The death penalty is one of those conversational cleavers; Ii will divide any dinner party neatly into those for and those against. Compelling arguments for revenge and for compassion will be made, but it is unlikely that one side will persuade the other that hanging is right. Or wrong.
Crime writers generally have taken the easy way out of this dilemma. Killing fictional people is our core business, as is the restitution of fictional law and order. Few readers are willing to wait out the length of a trial to see a violent criminal get his come-uppance, which probably explains the high numbers of killings of the bad guys in the final chapters of many crime novels. There is of course that visceral, Old Testament thrill we feel when someone truly bad pays the ultimate price for their sins. This is an unofficial death penalty, a kind of literary vigilantism, that elides the complexity of a democratic society’s desire for punitive and its simultaneous aspiration towards restorative justice.
The spectre of judicial murder has never left South Africa. This is a country that executed a vast number of people. Between 1921 and 1989 at least 4003 convicted murderers, rapists and political prisoners were hanged at Pretoria Central Prison. According to a report in the Sunday Times, at least 130 political prisoners were executed there. But calls for the return of the death penalty are frequent and loud.
South Africa’s constitution outlawed the death penalty and in 1996, two years after the first democratic elections which ushered in Mandela as president, the notorious gallows were dismantled. They have now been restored and will be unveiled on the 8th of December. The Minister of Correctional Services Nosiviwe Mapisa-Nqakula, whose department has been driving the initiative, says that the restoration and the unveiling was her department’s ‘small contribution towards paying homage and tribute to all South Africans who were executed. I would want SA to see this as part of a healing process and part of nation-building.’
The names of all the executed prisoners – common-law and political – will be commemorated. “We don’t want to leave out the names of common-law criminals who were also executed,’ the minister said, ‘because we are saying that this [apartheid] was a system that was unjust, cruel and inhumane.’
This attempt at bringing ‘closure’ bears witness to the bureaucratic horror of the state’s killing of its citizens. The cupboard with its seven ropes, the yardstick for measuring the height of those about to be hanged, the fan to cool sweating officials as they prepared the prisoners for death. Because, according to this report, up to seven executions used to take place simultaneously.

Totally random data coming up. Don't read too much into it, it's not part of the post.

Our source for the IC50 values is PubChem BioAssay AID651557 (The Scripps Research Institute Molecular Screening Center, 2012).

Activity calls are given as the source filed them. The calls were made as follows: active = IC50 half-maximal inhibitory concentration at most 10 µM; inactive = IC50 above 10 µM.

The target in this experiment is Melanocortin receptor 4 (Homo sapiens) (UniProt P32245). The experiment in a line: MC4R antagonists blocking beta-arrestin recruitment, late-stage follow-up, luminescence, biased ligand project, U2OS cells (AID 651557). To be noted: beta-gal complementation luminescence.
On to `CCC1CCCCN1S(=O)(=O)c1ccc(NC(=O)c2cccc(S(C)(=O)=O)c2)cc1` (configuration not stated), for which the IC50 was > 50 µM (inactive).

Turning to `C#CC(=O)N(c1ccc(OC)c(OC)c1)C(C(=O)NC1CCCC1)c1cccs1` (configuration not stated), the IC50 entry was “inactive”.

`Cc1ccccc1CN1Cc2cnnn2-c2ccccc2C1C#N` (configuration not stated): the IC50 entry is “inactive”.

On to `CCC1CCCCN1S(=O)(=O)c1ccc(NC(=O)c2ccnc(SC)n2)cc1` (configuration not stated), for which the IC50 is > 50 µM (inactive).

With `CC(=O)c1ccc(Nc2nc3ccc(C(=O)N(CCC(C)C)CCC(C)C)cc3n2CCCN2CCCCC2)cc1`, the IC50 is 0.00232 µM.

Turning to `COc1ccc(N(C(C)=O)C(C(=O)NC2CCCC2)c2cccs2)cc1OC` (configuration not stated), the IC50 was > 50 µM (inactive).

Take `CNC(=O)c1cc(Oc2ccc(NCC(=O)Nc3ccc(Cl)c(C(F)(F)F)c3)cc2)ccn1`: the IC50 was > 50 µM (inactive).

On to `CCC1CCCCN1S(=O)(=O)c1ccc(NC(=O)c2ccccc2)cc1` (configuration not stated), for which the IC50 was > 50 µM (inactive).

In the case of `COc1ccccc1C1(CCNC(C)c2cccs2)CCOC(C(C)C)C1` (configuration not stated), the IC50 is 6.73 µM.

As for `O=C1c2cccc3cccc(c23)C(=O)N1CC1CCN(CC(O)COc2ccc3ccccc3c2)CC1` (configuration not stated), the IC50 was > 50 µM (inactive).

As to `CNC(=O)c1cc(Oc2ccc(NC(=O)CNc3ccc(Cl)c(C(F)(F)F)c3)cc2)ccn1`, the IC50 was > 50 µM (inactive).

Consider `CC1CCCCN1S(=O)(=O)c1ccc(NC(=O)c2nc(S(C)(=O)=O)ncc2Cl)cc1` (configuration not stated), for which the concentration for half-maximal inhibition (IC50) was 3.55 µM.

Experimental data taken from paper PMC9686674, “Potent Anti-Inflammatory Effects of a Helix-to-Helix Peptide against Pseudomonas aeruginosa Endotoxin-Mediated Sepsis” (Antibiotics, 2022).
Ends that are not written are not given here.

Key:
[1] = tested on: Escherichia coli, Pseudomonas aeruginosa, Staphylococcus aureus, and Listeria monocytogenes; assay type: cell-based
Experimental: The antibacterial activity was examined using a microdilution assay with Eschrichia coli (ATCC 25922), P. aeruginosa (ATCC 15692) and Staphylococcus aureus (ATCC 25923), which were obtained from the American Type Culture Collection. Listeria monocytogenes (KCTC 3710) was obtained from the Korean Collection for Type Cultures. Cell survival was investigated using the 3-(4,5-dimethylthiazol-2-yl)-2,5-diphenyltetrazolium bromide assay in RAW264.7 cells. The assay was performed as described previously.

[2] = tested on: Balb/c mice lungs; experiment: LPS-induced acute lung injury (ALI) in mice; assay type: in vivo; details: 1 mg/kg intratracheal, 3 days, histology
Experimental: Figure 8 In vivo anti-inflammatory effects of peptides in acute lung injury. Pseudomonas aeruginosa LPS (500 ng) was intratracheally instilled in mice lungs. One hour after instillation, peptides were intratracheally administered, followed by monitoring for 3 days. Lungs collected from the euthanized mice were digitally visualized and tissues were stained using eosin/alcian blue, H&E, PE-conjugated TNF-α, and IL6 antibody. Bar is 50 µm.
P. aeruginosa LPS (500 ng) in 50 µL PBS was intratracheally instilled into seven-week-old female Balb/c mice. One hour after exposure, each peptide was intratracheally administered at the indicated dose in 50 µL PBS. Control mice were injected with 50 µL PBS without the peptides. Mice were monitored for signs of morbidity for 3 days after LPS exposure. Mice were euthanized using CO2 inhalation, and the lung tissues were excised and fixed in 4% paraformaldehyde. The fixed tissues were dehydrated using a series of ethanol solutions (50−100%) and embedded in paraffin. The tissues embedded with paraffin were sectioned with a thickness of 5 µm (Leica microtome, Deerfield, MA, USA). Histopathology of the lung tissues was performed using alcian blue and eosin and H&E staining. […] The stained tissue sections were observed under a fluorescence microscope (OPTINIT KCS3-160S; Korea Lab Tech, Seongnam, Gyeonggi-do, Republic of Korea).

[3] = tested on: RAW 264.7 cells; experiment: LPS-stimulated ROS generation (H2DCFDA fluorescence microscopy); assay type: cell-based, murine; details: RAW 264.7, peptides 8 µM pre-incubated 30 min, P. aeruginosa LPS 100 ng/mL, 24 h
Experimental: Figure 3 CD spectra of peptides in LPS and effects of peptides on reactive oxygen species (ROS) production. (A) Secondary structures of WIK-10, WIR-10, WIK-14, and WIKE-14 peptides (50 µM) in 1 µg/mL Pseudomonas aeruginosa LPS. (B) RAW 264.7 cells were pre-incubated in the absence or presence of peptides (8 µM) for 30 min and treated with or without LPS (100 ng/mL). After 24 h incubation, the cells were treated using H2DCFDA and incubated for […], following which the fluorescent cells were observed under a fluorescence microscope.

South Africa has conducted a complex and fascinating experiment with the memory, truth telling and the meaning of violence. The Truth and Reconciliation Commission is the best known, but there have been attempts, political, commemorative and artistic, to deal with our violent past and how it affects the present. This comes from a belief that the traumas of the past, collective and individual, can be healed and contained.
Madeleine Fullard, of the National Prosecuting Authority’s Missing Person’s Task Force, which originated in the TRC and whose mandate is to trace people killed or disappeared by Apartheid forces, had this to say about the commemorative restoration of the gallows at Pretoria Central.
‘Last year we arranged a visit to the former gallows area for families of people hanged in the 1960s. Believe me, they were more traumatised at seeing the room used for file storage with pigeons droppings all around. It was hugely emotional and offensive to see the erasure of a space where Benjamin Moloise took his last breath. I was speechless with shock at seeing that the gallows, such a powerful emblem of oppression, had been destroyed. They [the Department of Correctional Services] have done the right thing. The families stood beside the dusty filing cabinets, which partially concealed the faint traces of the trap door, and called farewell to their deceased family members, who fell there to the metal basin below. It was more painful to be present in a forgotten space like that, than to witness the trappings of death.’
Best to leave the eye-for-an-eye style of justice to fiction. In the messy complexity of everyday life, finding ways of bearing witness to past horror is a valuable, fraught and contradictory process. There is great value, however, in bringing into sharp focus the barbarity of the death penalty.